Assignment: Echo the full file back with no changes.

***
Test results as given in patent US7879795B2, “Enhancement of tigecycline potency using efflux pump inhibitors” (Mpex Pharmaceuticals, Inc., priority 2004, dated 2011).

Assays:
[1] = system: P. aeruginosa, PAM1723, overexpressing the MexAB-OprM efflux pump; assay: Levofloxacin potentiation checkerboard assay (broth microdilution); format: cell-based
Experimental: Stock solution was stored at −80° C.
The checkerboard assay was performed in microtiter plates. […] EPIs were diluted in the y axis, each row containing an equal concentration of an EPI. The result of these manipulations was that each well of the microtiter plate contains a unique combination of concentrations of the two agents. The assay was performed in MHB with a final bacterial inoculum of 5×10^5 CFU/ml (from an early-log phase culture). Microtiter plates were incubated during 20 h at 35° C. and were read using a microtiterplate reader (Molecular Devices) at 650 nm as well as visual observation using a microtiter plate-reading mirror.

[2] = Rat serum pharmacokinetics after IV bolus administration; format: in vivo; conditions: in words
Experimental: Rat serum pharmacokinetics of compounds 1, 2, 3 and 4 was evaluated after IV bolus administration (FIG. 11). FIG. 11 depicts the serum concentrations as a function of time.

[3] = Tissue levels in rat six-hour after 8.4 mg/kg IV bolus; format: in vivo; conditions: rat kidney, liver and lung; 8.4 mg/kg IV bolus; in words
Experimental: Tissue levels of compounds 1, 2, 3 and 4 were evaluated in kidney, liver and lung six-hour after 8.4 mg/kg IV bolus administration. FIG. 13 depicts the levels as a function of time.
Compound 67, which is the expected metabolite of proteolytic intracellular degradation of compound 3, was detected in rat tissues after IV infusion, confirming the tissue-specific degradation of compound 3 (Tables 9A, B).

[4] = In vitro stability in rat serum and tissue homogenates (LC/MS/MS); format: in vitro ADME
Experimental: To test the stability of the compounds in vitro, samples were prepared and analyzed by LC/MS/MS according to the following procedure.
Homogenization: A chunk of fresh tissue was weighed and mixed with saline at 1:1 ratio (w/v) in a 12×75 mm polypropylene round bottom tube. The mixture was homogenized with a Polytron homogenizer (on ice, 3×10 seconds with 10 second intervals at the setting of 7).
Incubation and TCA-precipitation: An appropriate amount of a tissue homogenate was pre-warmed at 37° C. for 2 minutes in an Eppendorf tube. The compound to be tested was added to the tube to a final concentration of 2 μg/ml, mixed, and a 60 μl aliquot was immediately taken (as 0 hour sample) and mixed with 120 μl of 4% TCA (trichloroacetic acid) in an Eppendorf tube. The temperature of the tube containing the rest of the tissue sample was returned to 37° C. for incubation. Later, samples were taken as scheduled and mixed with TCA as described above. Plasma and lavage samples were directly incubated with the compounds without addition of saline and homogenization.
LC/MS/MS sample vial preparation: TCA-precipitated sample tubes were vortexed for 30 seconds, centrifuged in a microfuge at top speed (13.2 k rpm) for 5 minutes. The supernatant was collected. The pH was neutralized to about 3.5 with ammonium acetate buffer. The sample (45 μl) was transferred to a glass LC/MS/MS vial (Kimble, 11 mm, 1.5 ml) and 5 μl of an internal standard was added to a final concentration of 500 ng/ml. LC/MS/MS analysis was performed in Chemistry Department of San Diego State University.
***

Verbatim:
Test results as given in patent US7879795B2, “Enhancement of tigecycline potency using efflux pump inhibitors” (Mpex Pharmaceuticals, Inc., priority 2004, dated 2011).

Assays:
[1] = system: P. aeruginosa, PAM1723, overexpressing the MexAB-OprM efflux pump; assay: Levofloxacin potentiation checkerboard assay (broth microdilution); format: cell-based
Experimental: Stock solution was stored at −80° C.
The checkerboard assay was performed in microtiter plates. […] EPIs were diluted in the y axis, each row containing an equal concentration of an EPI. The result of these manipulations was that each well of the microtiter plate contains a unique combination of concentrations of the two agents. The assay was performed in MHB with a final bacterial inoculum of 5×10^5 CFU/ml (from an early-log phase culture). Microtiter plates were incubated during 20 h at 35° C. and were read using a microtiterplate reader (Molecular Devices) at 650 nm as well as visual observation using a microtiter plate-reading mirror.

[2] = Rat serum pharmacokinetics after IV bolus administration; format: in vivo; conditions: in words
Experimental: Rat serum pharmacokinetics of compounds 1, 2, 3 and 4 was evaluated after IV bolus administration (FIG. 11). FIG. 11 depicts the serum concentrations as a function of time.

[3] = Tissue levels in rat six-hour after 8.4 mg/kg IV bolus; format: in vivo; conditions: rat kidney, liver and lung; 8.4 mg/kg IV bolus; in words
Experimental: Tissue levels of compounds 1, 2, 3 and 4 were evaluated in kidney, liver and lung six-hour after 8.4 mg/kg IV bolus administration. FIG. 13 depicts the levels as a function of time.
Compound 67, which is the expected metabolite of proteolytic intracellular degradation of compound 3, was detected in rat tissues after IV infusion, confirming the tissue-specific degradation of compound 3 (Tables 9A, B).

[4] = In vitro stability in rat serum and tissue homogenates (LC/MS/MS); format: in vitro ADME
Experimental: To test the stability of the compounds in vitro, samples were prepared and analyzed by LC/MS/MS according to the following procedure.
Homogenization: A chunk of fresh tissue was weighed and mixed with saline at 1:1 ratio (w/v) in a 12×75 mm polypropylene round bottom tube. The mixture was homogenized with a Polytron homogenizer (on ice, 3×10 seconds with 10 second intervals at the setting of 7).
Incubation and TCA-precipitation: An appropriate amount of a tissue homogenate was pre-warmed at 37° C. for 2 minutes in an Eppendorf tube. The compound to be tested was added to the tube to a final concentration of 2 μg/ml, mixed, and a 60 μl aliquot was immediately taken (as 0 hour sample) and mixed with 120 μl of 4% TCA (trichloroacetic acid) in an Eppendorf tube. The temperature of the tube containing the rest of the tissue sample was returned to 37° C. for incubation. Later, samples were taken as scheduled and mixed with TCA as described above. Plasma and lavage samples were directly incubated with the compounds without addition of saline and homogenization.
LC/MS/MS sample vial preparation: TCA-precipitated sample tubes were vortexed for 30 seconds, centrifuged in a microfuge at top speed (13.2 k rpm) for 5 minutes. The supernatant was collected. The pH was neutralized to about 3.5 with ammonium acetate buffer. The sample (45 μl) was transferred to a glass LC/MS/MS vial (Kimble, 11 mm, 1.5 ml) and 5 μl of an internal standard was added to a final concentration of 500 ng/ml. LC/MS/MS analysis was performed in Chemistry Department of San Diego State University.